As Los Angeles moves to become the largest city to raise the minimum wage to $15 an hour from $9 an hour over the next five years, a key question is which other large cities might follow suit and hike pay.
Los Angeles joins other cities including Seattle, San Francisco and Chicago that have moved independently to raise wages beyond the current, federal minimum wage of $7.25 an hour.
The shift in Los Angeles will now put pressure on other big cities including New York and Washington, D.C., to take similar action, says Holly Sklar, chief executive of Business for a Fair Minimum Wage, which supports raising the federal minimum wage. "This ratchets up pressure in these cities," Sklar said. "And as we see more cities do this, it adds pressure on the federal government to take action."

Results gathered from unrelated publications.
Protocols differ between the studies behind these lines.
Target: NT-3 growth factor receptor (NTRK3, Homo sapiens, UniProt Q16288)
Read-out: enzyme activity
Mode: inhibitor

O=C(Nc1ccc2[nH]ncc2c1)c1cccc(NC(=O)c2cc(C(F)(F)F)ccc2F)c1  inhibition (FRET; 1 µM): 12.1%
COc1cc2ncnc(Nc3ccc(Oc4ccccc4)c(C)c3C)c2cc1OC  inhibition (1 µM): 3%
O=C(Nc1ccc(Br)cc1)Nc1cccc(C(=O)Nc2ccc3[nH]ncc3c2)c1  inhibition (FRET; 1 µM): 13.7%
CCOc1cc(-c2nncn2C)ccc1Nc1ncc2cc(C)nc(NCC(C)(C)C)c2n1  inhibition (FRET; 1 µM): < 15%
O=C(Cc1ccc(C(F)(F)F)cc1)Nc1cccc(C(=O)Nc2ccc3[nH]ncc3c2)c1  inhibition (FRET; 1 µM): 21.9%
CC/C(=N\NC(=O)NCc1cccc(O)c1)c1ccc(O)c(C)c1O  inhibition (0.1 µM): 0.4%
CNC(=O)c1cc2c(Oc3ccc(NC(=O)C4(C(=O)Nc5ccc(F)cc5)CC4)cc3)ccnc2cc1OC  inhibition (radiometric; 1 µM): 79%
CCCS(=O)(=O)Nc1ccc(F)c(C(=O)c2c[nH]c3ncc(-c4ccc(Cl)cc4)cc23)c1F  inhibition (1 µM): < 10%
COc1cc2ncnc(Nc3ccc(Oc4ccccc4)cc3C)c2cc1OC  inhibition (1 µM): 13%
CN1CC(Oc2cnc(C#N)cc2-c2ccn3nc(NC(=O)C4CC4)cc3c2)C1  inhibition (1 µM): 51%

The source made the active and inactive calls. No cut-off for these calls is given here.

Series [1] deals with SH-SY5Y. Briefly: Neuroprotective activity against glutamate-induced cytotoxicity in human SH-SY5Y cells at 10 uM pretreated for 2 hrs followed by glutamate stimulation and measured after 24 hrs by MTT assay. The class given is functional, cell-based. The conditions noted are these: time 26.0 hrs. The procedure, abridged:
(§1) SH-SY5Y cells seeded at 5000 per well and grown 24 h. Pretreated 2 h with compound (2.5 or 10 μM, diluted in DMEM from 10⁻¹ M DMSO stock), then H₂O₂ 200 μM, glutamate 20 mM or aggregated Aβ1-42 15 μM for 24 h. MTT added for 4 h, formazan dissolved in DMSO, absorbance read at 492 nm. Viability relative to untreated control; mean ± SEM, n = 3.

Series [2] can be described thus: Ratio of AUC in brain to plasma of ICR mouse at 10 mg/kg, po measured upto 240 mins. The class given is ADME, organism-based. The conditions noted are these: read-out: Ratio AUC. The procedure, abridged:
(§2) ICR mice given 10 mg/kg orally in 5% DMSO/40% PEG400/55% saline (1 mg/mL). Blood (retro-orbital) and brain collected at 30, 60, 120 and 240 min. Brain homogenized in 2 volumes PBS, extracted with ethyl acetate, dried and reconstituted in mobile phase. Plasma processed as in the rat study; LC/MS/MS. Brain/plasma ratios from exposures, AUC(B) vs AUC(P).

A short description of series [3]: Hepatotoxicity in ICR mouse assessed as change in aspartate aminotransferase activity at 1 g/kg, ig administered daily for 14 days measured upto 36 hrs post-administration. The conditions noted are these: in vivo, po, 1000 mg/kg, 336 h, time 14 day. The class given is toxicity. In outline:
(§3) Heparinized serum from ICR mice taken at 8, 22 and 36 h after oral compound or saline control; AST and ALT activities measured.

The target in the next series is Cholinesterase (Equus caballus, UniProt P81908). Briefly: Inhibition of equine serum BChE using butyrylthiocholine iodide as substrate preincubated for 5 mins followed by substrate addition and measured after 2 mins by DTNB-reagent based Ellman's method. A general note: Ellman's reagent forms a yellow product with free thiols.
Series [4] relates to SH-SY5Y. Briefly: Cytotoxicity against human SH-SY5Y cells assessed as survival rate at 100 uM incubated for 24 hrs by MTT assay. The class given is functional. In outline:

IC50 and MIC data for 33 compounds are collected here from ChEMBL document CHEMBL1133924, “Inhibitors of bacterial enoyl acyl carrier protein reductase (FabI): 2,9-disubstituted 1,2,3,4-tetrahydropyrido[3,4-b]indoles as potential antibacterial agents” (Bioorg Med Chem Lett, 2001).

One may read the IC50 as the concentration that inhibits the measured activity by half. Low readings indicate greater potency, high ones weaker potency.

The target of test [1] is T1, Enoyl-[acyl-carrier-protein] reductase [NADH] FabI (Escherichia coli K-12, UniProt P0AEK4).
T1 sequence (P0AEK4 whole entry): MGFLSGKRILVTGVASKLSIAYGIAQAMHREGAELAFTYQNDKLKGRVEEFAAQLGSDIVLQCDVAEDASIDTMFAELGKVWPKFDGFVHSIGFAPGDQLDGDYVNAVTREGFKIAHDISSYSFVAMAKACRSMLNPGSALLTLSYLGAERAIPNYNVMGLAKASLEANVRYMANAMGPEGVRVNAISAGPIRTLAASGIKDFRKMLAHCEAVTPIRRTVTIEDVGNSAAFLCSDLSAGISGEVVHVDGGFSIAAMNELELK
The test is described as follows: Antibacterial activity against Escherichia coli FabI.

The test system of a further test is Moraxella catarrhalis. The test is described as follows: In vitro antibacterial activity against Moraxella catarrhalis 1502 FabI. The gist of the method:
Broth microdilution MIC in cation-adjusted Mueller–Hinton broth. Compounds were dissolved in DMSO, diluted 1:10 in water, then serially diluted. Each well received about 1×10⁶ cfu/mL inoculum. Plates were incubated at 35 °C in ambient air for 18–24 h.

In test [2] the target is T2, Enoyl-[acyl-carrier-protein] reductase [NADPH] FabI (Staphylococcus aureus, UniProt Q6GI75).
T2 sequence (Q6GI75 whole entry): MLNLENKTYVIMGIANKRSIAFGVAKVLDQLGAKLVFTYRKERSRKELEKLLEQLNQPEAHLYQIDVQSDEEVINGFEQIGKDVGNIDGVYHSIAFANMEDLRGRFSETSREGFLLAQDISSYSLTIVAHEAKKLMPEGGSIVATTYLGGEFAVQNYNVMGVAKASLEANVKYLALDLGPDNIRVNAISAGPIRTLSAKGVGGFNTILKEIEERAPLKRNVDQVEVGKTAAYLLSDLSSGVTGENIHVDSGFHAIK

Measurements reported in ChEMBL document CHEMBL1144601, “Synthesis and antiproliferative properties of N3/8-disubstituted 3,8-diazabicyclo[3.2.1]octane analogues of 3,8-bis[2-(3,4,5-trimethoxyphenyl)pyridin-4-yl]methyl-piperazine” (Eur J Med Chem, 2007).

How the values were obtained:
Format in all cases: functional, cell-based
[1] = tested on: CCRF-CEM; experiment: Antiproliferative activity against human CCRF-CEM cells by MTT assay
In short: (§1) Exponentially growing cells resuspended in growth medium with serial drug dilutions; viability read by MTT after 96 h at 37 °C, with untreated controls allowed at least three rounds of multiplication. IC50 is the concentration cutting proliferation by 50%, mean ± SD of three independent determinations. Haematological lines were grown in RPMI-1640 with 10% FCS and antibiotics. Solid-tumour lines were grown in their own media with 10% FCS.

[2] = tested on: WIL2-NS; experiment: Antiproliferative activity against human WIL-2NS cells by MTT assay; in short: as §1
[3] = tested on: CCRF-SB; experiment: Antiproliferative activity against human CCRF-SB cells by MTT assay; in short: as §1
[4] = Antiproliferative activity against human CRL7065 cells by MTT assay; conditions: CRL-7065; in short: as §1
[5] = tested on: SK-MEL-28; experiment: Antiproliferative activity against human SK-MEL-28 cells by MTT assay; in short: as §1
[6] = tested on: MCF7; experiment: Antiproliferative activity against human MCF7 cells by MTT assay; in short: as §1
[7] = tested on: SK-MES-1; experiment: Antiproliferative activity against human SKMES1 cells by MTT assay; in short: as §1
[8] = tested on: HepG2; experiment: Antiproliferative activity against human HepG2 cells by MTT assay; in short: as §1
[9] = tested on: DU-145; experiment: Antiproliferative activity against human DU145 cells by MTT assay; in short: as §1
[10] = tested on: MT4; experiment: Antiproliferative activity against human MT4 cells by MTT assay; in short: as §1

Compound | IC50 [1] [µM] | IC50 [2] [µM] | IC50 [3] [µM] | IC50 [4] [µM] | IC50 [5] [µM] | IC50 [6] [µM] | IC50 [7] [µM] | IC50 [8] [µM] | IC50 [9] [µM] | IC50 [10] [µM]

The Los Angeles City Council agreed on Tuesday to draft a proposal to raise wages by 2020. The plan will go to a vote next month and Mayor Eric Garcetti has said he will sign it into law.
Los Angeles joins labor groups and other supporters of higher wages.
Last week, New York Gov. Andrew Cuomo said he would convene a wage board to examine fast food worker pay in the state.